The marriage of Isabella of Castile to Ferdinand II of Aragon produced a dynastic union of their kingdoms and laid the foundation of a united Spain that, building upon Aragon’s European experience and Castile’s Iberian culture, became the dominant Atlantic power by the middle of the 16th century.
The unique character of Spanish culture is partially explained by the confrontation of European and Middle Eastern civilization in the physical isolation of the Iberian peninsula from 711 to 1492. There were three significant consequences of this contact.
Moorish culture. Despite their animosity toward the Moors, the more backward Spanish unconsciously drew from the reservoire of classical and Eastern learning brought by the Moors from the eastern Mediterranean. The greatest transfer of knowledge came in philosophy, science and architecture.
Catholicism. Catholicism was the psychological weapon used to rally the divided Spaniards against the Islamic invaders. As a result, Christian orthodoxy became a test of patriotism, and the two ideas were fused in Spanish consciousness. Though this served as a force for national unification, it is also bred religious intolerance.
The reconquista. This counterattack to drive the Moors from the peninsula raged for centuries and produced a political system much different from the feudalism in the north. The nobility retained its role as a warrior caste far longer than its northern counterparts. In return for their military service, nobles received grants of land rather than estates bound by feudal tenure. Their long military service and their economic independence made them virtually independent of royal control.
The Kingdom of Spain
By the middle of the 12th century, four Christian kingdoms existed in Spain: Navarre, Portugal, Aragon and Castile.
Though one of the first states to regain its independence from the Moors, Navarre gained no territorial advantage from the reconquest because it was cut off by Castile and Aragon from expansion to the south. It was ruled by Frenchmen from 1234 until 1513, when its Spanish provinces were annexed by Ferdinand of Aragon.
Portugal was liberated from the Moors and granted to Henry of Burgundy by the king of Castile (1093). It continued to participate in the military crusade and took part in the decisive defeat of the resurgent Moors at the battle of Rio Salado (1340). Henceforth the greatest danger to Portuguese independence came from Castile. By right of descent, the crown of Portugal should have passed to Castile upon the death of Ferdinand I in 1383, but the Portuguese retained their independence through force of arms at Aljubarrota (1385). Portugal’s greatest contribution to Iberian grandeur and European expansion came during the 15th century. Portugal took a lead in oceanic exploration under the leadership of Prince Henry, “The Navigator” (1394 – 1460).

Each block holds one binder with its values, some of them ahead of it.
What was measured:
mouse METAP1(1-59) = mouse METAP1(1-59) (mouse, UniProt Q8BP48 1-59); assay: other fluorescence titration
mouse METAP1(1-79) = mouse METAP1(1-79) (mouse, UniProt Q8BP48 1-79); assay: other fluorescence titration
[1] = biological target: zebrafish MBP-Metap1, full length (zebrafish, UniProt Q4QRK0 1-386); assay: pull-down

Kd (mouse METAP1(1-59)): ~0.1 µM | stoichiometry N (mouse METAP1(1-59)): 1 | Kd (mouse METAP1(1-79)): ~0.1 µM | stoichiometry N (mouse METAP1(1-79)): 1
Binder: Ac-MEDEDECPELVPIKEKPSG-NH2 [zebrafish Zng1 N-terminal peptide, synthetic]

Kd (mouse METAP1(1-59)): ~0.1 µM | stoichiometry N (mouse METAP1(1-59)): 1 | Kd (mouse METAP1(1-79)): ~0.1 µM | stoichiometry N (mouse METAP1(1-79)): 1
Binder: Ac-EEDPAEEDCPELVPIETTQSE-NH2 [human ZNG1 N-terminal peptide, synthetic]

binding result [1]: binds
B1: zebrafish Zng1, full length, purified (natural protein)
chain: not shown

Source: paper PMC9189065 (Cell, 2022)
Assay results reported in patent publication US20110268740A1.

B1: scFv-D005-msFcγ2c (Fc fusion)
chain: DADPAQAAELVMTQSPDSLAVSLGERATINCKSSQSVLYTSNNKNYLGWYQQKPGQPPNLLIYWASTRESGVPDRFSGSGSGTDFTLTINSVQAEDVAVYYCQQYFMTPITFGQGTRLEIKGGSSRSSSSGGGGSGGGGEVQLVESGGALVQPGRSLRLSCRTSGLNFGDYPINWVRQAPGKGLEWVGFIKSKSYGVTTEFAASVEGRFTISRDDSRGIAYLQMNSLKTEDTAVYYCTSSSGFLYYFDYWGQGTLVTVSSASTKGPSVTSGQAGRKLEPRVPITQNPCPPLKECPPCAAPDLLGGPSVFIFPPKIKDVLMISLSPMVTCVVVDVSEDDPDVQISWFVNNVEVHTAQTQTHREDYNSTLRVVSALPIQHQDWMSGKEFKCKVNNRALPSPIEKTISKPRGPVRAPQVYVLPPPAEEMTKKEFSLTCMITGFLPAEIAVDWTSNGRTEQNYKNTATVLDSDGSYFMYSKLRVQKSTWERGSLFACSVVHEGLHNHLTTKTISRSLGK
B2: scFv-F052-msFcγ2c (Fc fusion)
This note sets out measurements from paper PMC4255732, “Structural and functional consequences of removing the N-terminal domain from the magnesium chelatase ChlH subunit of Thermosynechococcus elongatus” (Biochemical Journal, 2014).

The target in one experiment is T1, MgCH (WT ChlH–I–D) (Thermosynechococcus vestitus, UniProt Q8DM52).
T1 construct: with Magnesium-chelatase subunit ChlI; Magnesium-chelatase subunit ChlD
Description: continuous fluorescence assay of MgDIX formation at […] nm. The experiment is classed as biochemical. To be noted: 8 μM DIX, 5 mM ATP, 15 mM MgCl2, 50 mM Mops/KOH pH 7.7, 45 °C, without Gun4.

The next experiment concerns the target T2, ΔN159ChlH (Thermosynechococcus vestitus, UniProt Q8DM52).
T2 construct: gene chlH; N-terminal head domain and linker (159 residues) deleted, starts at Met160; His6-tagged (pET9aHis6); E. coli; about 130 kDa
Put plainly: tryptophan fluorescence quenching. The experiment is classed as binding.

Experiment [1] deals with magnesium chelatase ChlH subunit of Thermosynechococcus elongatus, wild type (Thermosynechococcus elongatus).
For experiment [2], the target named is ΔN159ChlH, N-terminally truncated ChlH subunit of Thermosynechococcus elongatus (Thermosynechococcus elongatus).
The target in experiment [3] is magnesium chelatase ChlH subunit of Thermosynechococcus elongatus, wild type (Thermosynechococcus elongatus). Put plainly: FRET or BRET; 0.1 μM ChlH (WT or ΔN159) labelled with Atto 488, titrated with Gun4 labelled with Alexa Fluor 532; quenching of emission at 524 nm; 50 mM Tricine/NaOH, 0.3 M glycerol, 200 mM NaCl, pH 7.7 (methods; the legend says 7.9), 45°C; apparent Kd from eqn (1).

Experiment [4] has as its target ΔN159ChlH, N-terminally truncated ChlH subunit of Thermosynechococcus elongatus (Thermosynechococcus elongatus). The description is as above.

During the Middle Ages, Aragon was part of a heterogenous state that stretched along the Mediterranean coast of what is today northeastern Spain and southern France. Although James I (r. 1213 – 1276) abandoned his French possessions, he drove the Moors from Valencia (1245) and at the same time developed Barcelona into a trade rival of Genoa and Pisa. Through statecraft and conquest, the Aragonese carved out a Mediterranean empire that at its full expanse included the Balearic Islands, Corsica, Sardinia, Sicily and Naples. The nobility and bourgeoisie balked at bearing the expense arising from these new obligations, and, they maintained their privileges through the cortes (assembled estates). Chronic depression and diplomatic reversals during the 15th century led John II to link the fortunes of Aragon to Castile through the marriage of his son Ferdinand to Isabella.
Castile encompassed the heartland of Spain. Its union with Léon (1230) made it by far the most powerful state on the peninsula. The Castilians took the lead in the reconquista. The forces of Ferdinand III drove the Moors from Cordova (1236) and Seville (1248), thus confining them to the enclave of Granada. Although the monarchy had ended the Moorish menace, it had created a powerful and uncontrollable nobility in the process. Through the Mesta, an association of sheep raisers with vast holdings, the grandees dominated the rural economy, and with their martial experience, they posed a political threat.